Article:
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Vol. 12, No. 37 Week of September 16, 2007
Providing coverage of Alaska and northern Canada's oil and gas industry

Shell wells still possible

Starts to idle contract personnel, but says door not shut on ’07 Beaufort drilling

Alan Bailey

Petroleum News

It’s been more than a month since Shell hoped to start its drilling program in the U.S. Beaufort Sea off Alaska, and three weeks since the U.S. Court of Appeals for the 9th Circuit placed a temporary injunction on that program. But Shell says that it could still drill, were the court to reverse its decision in the near future.

“If the court reverses the injunction quickly, Shell could proceed with its drilling program either by reactivating the Frontier Discoverer or conducting work with the Kulluk, our drilling rig built specifically for Arctic conditions and anchored in the Canadian Beaufort,” Shell spokesman Curtis Smith said Sept. 11.

Shell had been planning to use the floating drilling platform Kulluk and the drillship Frontier Discoverer to drill three wells in its Sivulliq prospect (formerly the Hammerhead prospect) on the western side of Camden Bay during the 2007 open water season.

And in a guest editorial in this edition of Petroleum News, Marvin Odum, vice president of Shell Exploration & Production Americas, confirmed Smith’s statement, saying, “It is possible that if the Court lifted its injunction that Shell could continue with its 2007 operations.”

No specific timeframe

Smith told Petroleum News Sept. 12 that Shell has not determined any specific time when the company would have to finally abandon its 2007 Beaufort Sea drilling plans.

“We’re not there yet,” Smith said, noting that sea ice and weather conditions determine the timeframe during which drilling can be done.

But meantime, Shell is starting to stand down its contract personnel, including workers on the Frontier Discoverer.

“Shell regrets it must take this action,” Smith said. “As part of our 2007 exploration program we recruited and trained more than 700 talented personnel — among them roughly 350 Alaskans, 150 of whom are Alaska Natives. These dedicated people and jobs are important to Alaska and to Shell.”

However, Shell is proceeding with its summer seismic program in the Chukchi and Beaufort Seas. Marine mammal observers and the staff manning the call center and communication center for that program remain employed, he said.

Local concerns

Native communities on the North Slope are concerned about the potential for offshore industrial activities to disrupt the annual subsistence hunt for marine mammals, in particular bowhead whales. And the North Slope Borough has consistently opposed offshore oil and gas exploration and development outside the barrier islands, because of concerns about potential impacts on subsistence hunting and possible environmental impacts.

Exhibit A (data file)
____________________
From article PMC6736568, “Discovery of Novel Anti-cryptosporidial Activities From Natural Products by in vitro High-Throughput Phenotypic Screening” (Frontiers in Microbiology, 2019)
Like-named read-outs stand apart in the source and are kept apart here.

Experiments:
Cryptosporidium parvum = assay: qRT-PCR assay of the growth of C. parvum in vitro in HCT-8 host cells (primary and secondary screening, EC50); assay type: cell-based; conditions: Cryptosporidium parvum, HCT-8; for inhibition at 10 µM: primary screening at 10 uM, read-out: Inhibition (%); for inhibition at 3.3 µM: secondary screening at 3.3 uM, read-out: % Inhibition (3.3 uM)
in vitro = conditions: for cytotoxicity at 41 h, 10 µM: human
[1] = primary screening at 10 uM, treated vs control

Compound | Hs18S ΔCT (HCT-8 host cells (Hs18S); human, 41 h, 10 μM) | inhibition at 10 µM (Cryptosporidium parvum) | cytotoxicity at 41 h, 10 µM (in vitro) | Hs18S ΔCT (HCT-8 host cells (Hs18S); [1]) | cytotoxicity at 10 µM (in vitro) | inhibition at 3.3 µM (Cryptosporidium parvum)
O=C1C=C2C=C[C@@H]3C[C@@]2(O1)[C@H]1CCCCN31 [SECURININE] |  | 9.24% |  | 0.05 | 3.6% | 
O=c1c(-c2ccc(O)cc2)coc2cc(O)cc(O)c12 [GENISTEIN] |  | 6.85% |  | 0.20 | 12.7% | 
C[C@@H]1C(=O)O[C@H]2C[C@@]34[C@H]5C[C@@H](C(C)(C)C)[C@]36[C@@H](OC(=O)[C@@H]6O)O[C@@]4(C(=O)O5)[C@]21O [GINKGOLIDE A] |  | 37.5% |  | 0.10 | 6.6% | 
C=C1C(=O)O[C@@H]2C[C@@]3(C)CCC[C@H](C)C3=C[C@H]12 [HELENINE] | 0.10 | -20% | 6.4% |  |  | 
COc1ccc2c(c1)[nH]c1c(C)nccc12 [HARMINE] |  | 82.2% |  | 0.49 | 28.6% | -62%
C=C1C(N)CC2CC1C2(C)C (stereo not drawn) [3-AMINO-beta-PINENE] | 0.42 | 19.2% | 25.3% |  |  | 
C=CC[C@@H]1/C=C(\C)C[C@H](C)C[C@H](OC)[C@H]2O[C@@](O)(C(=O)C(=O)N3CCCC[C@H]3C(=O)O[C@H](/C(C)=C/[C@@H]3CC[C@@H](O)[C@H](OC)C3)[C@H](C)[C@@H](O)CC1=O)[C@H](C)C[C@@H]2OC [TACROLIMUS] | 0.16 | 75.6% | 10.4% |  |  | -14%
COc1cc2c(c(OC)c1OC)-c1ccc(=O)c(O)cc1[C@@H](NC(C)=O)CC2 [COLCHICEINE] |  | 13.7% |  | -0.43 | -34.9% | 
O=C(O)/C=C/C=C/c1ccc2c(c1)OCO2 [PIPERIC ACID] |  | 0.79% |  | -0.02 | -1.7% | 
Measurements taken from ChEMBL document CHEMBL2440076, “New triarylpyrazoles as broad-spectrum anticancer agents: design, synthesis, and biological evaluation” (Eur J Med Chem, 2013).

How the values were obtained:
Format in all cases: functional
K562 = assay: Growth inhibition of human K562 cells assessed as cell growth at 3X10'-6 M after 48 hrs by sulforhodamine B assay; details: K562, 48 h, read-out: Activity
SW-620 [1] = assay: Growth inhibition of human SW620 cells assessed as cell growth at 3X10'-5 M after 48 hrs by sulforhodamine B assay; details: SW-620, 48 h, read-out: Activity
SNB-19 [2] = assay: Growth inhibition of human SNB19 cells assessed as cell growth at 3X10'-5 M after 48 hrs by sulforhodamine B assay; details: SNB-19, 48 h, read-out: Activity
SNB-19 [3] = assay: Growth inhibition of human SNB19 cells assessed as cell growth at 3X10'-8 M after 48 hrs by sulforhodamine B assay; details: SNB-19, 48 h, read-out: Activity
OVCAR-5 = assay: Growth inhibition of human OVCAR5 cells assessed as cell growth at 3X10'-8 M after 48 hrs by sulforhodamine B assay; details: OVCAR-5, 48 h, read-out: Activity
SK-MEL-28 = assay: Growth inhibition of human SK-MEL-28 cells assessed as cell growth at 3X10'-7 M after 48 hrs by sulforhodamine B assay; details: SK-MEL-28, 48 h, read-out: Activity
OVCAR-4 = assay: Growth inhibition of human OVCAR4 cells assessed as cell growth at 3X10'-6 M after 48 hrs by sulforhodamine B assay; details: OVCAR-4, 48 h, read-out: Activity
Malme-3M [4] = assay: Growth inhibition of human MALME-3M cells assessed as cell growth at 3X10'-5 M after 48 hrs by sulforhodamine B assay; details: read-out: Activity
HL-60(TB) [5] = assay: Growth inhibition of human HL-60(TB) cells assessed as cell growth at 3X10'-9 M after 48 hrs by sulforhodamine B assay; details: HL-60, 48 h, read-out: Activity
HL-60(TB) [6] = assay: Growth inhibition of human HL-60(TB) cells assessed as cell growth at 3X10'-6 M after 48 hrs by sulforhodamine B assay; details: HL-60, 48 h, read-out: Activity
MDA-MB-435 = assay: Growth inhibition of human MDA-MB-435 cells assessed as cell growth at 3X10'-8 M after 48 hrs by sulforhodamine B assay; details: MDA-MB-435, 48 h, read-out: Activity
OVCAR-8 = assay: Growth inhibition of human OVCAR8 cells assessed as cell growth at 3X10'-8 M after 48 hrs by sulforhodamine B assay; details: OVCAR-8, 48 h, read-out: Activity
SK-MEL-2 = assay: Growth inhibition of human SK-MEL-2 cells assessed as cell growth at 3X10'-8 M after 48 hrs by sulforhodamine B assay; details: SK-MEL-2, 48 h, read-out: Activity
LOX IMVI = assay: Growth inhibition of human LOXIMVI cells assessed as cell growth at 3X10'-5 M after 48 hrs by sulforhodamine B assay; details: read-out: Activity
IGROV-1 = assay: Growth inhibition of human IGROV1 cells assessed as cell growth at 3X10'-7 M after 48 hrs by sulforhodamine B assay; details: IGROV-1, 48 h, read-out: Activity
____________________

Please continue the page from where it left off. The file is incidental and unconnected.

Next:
The borough, the Alaska Eskimo Whaling Commission and several environmental organizations have appealed to the 9th Circuit Court the U.S. Minerals Management Service approval of Shell’s Beaufort Sea exploration plan.

“The proposed exploration activities involve extensive drilling operations (involving multiple icebreakers, drilling platforms and aerial support) within the Beaufort Sea,” the borough and AEWC said in their appeal petition. “These activities threaten to inflict significant and irreparable damage upon these subsistence resources and the communities they support without an adequate consideration of the environmental impacts. … Appellants have relied upon the harvest of bowhead whales for thousands of years for their subsistence way of life.”

The Court imposed its temporary injunction on Shell’s drilling program until the appeal is settled. And since the court schedule for the appeal extends into December, by which time sea ice will likely cover the Beaufort Sea, the injunction effectively means that Shell cannot drill in 2007.

Shell says that it has been working with North Slope communities to resolve concerns about its exploration plans. At the end of July the company signed a conflict avoidance agreement with the Alaska Eskimo Whaling Commission for the 2007 whaling season. That agreement included a commitment by Shell to cease drilling operations during the Cross Island whale hunt that occurs close to the drilling area.

“Shell recognizes the challenges of balancing cultural preservation against the need to exist in a cash economy, including the development of natural resources,” Smith said. “This is a complicated issue for local communities and Shell stands ready to address these concerns.”



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